Officials have confirmed that at least four aircraft chartered to evacuate hundreds of people fleeing Taliban-controlled Afghanistan were unable to depart the country over the past days. There are conflicting reports about the reasons for the inability to fly, as the United States is under increasing pressure to assist those who remain.
A Mazar-e-Sharif official said that the passengers would be Afghan nationals who did not have visas or passports and could not leave Afghanistan. They had already left the airport until the situation was resolved, he said.
However, the top Republican on U.S. House Foreign Affairs Committee stated that the group consisted of Americans, and that they were sitting on the planes but that the Taliban were refusing to let them take off. He didn’t say where this information came from. The accounts could not be reconciled immediately.
The last days of America’s 20 year war in Afghanistan saw a terrible airlift to Kabul’s Airport to evacuate tens and thousands of Afghan civilians. This was an attempt by the allies and Americans to fend off the Taliban’s past of oppression, especially of women. Many were left behind when the last troops left Afghanistan on August 30.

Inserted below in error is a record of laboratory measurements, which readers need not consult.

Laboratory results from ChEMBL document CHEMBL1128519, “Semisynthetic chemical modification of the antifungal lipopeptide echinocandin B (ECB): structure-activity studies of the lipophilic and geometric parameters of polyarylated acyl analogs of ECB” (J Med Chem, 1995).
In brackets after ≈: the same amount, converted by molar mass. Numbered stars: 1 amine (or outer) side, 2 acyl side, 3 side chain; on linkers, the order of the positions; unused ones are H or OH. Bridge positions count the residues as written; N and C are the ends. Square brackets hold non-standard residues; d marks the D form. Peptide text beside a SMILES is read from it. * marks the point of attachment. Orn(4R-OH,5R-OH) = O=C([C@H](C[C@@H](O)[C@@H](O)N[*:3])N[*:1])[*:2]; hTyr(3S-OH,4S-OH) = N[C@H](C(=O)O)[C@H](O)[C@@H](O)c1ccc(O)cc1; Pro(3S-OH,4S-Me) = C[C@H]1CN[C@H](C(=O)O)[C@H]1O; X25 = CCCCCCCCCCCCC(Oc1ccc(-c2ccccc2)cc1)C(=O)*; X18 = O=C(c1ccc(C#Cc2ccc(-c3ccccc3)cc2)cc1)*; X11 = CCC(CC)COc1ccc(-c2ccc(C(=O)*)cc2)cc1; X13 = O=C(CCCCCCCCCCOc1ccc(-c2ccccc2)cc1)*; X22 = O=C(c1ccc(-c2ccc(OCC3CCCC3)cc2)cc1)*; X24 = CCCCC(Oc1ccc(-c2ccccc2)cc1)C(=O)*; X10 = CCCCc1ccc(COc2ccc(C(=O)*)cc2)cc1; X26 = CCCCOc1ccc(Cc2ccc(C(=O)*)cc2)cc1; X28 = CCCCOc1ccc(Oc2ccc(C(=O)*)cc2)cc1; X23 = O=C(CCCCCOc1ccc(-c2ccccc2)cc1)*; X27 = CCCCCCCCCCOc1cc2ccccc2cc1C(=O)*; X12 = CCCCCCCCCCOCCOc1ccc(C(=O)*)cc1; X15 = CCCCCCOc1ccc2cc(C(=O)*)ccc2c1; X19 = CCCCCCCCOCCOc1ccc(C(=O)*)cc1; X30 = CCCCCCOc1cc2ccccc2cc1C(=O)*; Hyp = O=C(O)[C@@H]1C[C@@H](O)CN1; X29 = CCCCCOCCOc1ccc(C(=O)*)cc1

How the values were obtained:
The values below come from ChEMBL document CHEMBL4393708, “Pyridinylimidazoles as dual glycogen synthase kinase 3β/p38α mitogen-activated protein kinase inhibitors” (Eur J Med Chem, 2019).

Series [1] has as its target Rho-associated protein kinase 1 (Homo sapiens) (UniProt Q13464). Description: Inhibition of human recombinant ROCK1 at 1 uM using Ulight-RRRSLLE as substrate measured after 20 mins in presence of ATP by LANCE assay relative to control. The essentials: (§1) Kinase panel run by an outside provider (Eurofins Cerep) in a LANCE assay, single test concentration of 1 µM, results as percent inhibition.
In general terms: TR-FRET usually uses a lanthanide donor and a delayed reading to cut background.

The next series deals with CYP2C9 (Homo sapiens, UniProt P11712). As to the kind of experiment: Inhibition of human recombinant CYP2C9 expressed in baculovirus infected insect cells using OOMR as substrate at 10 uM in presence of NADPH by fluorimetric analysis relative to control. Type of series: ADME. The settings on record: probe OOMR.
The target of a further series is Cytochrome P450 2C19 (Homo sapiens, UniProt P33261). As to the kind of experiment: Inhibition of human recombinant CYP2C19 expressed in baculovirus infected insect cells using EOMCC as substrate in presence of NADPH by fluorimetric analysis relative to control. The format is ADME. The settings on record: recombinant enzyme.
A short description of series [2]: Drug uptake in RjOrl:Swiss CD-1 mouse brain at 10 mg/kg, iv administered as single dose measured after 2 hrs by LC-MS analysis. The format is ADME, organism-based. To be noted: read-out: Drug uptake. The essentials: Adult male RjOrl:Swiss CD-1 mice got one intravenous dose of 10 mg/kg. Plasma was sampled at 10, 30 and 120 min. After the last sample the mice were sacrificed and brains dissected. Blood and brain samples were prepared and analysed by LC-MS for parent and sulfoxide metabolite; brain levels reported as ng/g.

The U.S. pledged to work with the Taliban rulers to help those who wish to leave, while the militants promised to let anyone with legal documentation leave. However, Rep. Michael McCaul from Texas said that American citizens and Afghan interpreters were being held on six planes.
“The Taliban won’t let them leave the Airport,” he stated, adding that they’re worried about “they’re going To Demand More and More, Cash or Legitimacy as the Government of Afghanistan.” He didn’t provide any further details.
According to the Afghan official who spoke under anonymity due to the sensitive nature of the topic, it was four planes. The intended passengers were staying in hotels while authorities worked out if they could leave the country. He said that many people did not have the proper travel papers.
Mazar-e-Sharif residents also claimed that the passengers weren’t at the airport. They claimed that at least 10 families were waiting in a hotel to find out their fates. They all claimed they were from countries that had been allied to the U.S. military or had worked for companies. Others were also seen in restaurants.
According to a U.S. official, the State Department does not have any reliable information to confirm charter flights. This includes whether American citizens are on them. The official spoke under condition of anonymity to confirm that the department would not allow the Taliban to violate their promises to let people travel free.
Only recently, the small airport at Mazar-e-Sharif began handling international flights. Until now, it has only handled Turkish flights. According to an Afghan official, the planes were headed for Doha, Qatar. It wasn’t clear who chartered them nor why they were waiting in the city. The huge airlift took place at Kabul’s international Airport, which was initially closed due to the withdrawal of the United States. Domestic flights have since resumed however.